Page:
But it is the energy part which is thought to be useful in assigning "intrinsic values" to products and processes, besides economic or social values. There are many official scientific statements to this effect. If one accepts them, then one would find that, for example, the whole process of rain cloud formation (in monsoon) is low quality" because it takes place in the ambient (the energy quality of ambient processes is very low); yet the entire country is driven by this process. How could we then agree that energy specifies an absolute or intrinsic value to processes or products? This is how the questioning starts.

This questioning led me to consider the concept of entropy, which lies at the core of the quality issue. Entropy has a profound history and is such a foundational concept in modern science, that it would have been invented at any event. To me, it represents a compromise between the post-Galilean science and the Church. The entropy concept has much to do with the messianic Christianity which affirms that there is no cycle of birth and death -these events take place once, and you go to heaven or hell thereafter; things happen once and for all. There are numerous sects and subsets within Christianity but these beliefs are common to all of them. These beliefs give rise to a notion of unidirectional time, and entropy is the modern concept which "fixes" that direction. I would point out the kind of hold that such a concept has on thinking at various levels: for example, political leaders in the Christian West often behave the way they do, because in their vision the destruction of the world is certain and they want to control the process The entropy concept and such beliefs, I believe, are mutually reinforcing. I believe that we in India are the only alternative to such thinking.

We need not and should not believe that time is one-way - there is no proof. Theories such as "big bang" are no proofs, because they only express a basic tautology between various systemic beliefs!

This understanding has led me to the belief that our own preferences, our own values must be built into the very basis of the knowledge system, into the very axiomatics. Failure to do so will drive us in the direction of others' paradigms and choices. For example, centralised power production is a product of the experience of using electricity in Europe, where the physical sizes of countries are small. There is no reason why it should be tried here. Yet it is done, and there are false arguments from thermodynamics and the incorrect "economy of scale" principle which are used in support. If we must have electricity, we must have it in our own way, not along the lines of centralised power generation systems. We in India have this very great advantage of possessing a value system that is completely different (from that of the Christian West) and we must make use of it in evolving our own knowledge system. No knowledge system could ever come out without a value system, a supporting ethical theory. Many scientists in the West, sensitised particularly by the damage done to the environment, have begun to question how and where the values are coming into science (and not just whether there is value in science). 1 could say no one except Indian scientists believes that science is value-free!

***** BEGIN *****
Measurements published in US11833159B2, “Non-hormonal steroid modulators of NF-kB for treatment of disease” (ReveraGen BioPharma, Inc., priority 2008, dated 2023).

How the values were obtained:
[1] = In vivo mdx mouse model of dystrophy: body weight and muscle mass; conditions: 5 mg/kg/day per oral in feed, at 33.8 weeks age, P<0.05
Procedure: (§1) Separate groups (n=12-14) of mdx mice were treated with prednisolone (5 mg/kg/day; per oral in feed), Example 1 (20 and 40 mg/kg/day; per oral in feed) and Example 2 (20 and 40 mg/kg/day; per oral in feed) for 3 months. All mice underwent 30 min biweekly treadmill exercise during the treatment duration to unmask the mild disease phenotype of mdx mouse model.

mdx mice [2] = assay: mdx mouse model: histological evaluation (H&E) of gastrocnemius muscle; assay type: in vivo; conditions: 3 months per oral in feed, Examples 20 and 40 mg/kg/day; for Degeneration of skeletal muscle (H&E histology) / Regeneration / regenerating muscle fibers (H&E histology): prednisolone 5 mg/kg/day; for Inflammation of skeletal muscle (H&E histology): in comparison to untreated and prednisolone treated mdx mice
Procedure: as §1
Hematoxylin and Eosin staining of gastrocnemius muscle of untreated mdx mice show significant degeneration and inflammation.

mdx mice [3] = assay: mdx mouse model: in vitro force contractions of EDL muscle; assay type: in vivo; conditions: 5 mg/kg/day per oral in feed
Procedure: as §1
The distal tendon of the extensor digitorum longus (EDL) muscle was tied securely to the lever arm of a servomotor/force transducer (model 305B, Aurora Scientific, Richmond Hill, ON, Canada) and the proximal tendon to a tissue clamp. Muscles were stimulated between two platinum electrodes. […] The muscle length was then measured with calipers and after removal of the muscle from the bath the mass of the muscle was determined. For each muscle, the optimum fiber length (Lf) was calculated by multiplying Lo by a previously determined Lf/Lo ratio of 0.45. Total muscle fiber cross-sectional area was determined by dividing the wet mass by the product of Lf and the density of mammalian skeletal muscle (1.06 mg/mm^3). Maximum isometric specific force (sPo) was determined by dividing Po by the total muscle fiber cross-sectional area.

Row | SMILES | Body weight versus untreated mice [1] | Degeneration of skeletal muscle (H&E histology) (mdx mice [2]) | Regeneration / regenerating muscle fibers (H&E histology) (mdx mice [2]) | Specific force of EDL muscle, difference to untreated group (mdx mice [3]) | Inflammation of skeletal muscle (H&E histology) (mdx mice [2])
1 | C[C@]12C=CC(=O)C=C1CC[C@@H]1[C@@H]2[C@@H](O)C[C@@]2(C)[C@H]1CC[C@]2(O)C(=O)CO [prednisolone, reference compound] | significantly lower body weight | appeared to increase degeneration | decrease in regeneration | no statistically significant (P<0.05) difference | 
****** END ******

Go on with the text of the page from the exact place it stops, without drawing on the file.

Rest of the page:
The traditional systems of knowledge have a major role to play in this. Maybe we could start by first formalising them. One could take, for example, the traditional health care systems: a great part of our scientific effort in health care should be to formulate a health care system based on the traditional systems. This will have to be given priority, as high as what is given to the expeditions to the Antartic!

Before joining MCRC, you were holding positions in leading institutions like the IITs. Would it not have been possible for you to take up such foundational level investigations in those institutions? Or, are you-of the opinion that nothing worthwhile can be done within the existing main-stream S & T institutions and establishments?

On this issue, it is worthwhile starting with recounting an experience in the IIT system. The IITs were founded because there was clamour for a certain type of engineering curriculum. Those concerned said, our engineering education then was backward, poor in quality etc., and used these arguments to promote setting up of IITs. There was a lot of enthusiasm, without any consideration of the basic issues involved, namely the relevance, and the content of engineering education in India. There were other reservations.

For example, Lakshmanaswamy Mudaliar pointed out that the University system already possessed a good infrastructure, a good set of engineering colleges, such as Guindy, Roorkee etc., - why not just strengthen them? Opinions like this were not taken seriously. Mudaliar was not alone in voicing this; Bhabha held similar opinions. But IITs were founded anyway.